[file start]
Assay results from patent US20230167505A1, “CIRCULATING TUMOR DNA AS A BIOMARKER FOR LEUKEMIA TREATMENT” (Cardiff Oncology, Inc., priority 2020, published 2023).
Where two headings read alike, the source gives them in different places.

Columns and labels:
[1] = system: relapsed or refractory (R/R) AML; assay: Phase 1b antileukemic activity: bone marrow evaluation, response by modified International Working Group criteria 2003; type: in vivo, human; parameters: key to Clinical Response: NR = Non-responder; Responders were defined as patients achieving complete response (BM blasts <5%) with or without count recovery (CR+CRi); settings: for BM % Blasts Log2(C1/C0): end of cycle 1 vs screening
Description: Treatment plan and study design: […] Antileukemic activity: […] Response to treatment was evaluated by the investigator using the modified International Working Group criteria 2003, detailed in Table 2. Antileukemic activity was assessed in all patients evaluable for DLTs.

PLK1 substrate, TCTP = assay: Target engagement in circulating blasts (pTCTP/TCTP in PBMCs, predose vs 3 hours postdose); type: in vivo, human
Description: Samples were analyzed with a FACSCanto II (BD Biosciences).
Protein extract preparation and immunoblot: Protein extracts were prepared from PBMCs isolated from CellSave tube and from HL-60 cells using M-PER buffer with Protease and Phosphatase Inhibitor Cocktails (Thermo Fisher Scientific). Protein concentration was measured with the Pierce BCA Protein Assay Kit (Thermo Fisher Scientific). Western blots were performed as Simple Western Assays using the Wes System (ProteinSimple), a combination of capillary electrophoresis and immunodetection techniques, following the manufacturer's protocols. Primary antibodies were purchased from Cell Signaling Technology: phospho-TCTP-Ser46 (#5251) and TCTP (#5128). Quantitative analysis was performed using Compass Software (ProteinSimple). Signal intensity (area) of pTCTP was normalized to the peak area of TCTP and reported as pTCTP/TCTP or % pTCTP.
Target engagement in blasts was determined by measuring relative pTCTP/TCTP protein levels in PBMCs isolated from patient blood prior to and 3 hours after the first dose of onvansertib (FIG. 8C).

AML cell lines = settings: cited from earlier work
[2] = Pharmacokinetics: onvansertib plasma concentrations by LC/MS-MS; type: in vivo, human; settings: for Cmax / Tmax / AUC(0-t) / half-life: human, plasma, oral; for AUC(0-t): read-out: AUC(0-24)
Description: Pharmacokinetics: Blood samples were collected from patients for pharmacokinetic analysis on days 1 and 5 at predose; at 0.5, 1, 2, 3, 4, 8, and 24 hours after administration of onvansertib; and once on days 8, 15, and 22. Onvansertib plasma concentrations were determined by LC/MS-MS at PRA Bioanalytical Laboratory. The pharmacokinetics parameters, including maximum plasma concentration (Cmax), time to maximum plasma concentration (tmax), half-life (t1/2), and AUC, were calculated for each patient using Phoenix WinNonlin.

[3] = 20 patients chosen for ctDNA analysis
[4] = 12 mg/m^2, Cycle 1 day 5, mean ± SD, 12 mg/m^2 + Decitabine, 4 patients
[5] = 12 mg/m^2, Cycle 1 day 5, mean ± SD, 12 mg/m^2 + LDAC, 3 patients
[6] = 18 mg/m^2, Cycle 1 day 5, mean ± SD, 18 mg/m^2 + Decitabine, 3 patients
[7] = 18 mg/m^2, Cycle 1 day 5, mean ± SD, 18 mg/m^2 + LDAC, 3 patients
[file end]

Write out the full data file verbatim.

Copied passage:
Assay results from patent US20230167505A1, “CIRCULATING TUMOR DNA AS A BIOMARKER FOR LEUKEMIA TREATMENT” (Cardiff Oncology, Inc., priority 2020, published 2023).
Where two headings read alike, the source gives them in different places.

Columns and labels:
[1] = system: relapsed or refractory (R/R) AML; assay: Phase 1b antileukemic activity: bone marrow evaluation, response by modified International Working Group criteria 2003; type: in vivo, human; parameters: key to Clinical Response: NR = Non-responder; Responders were defined as patients achieving complete response (BM blasts <5%) with or without count recovery (CR+CRi); settings: for BM % Blasts Log2(C1/C0): end of cycle 1 vs screening
Description: Treatment plan and study design: […] Antileukemic activity: […] Response to treatment was evaluated by the investigator using the modified International Working Group criteria 2003, detailed in Table 2. Antileukemic activity was assessed in all patients evaluable for DLTs.

PLK1 substrate, TCTP = assay: Target engagement in circulating blasts (pTCTP/TCTP in PBMCs, predose vs 3 hours postdose); type: in vivo, human
Description: Samples were analyzed with a FACSCanto II (BD Biosciences).
Protein extract preparation and immunoblot: Protein extracts were prepared from PBMCs isolated from CellSave tube and from HL-60 cells using M-PER buffer with Protease and Phosphatase Inhibitor Cocktails (Thermo Fisher Scientific). Protein concentration was measured with the Pierce BCA Protein Assay Kit (Thermo Fisher Scientific). Western blots were performed as Simple Western Assays using the Wes System (ProteinSimple), a combination of capillary electrophoresis and immunodetection techniques, following the manufacturer's protocols. Primary antibodies were purchased from Cell Signaling Technology: phospho-TCTP-Ser46 (#5251) and TCTP (#5128). Quantitative analysis was performed using Compass Software (ProteinSimple). Signal intensity (area) of pTCTP was normalized to the peak area of TCTP and reported as pTCTP/TCTP or % pTCTP.
Target engagement in blasts was determined by measuring relative pTCTP/TCTP protein levels in PBMCs isolated from patient blood prior to and 3 hours after the first dose of onvansertib (FIG. 8C).

AML cell lines = settings: cited from earlier work
[2] = Pharmacokinetics: onvansertib plasma concentrations by LC/MS-MS; type: in vivo, human; settings: for Cmax / Tmax / AUC(0-t) / half-life: human, plasma, oral; for AUC(0-t): read-out: AUC(0-24)
Description: Pharmacokinetics: Blood samples were collected from patients for pharmacokinetic analysis on days 1 and 5 at predose; at 0.5, 1, 2, 3, 4, 8, and 24 hours after administration of onvansertib; and once on days 8, 15, and 22. Onvansertib plasma concentrations were determined by LC/MS-MS at PRA Bioanalytical Laboratory. The pharmacokinetics parameters, including maximum plasma concentration (Cmax), time to maximum plasma concentration (tmax), half-life (t1/2), and AUC, were calculated for each patient using Phoenix WinNonlin.

[3] = 20 patients chosen for ctDNA analysis
[4] = 12 mg/m^2, Cycle 1 day 5, mean ± SD, 12 mg/m^2 + Decitabine, 4 patients
[5] = 12 mg/m^2, Cycle 1 day 5, mean ± SD, 12 mg/m^2 + LDAC, 3 patients
[6] = 18 mg/m^2, Cycle 1 day 5, mean ± SD, 18 mg/m^2 + Decitabine, 3 patients
[7] = 18 mg/m^2, Cycle 1 day 5, mean ± SD, 18 mg/m^2 + LDAC, 3 patients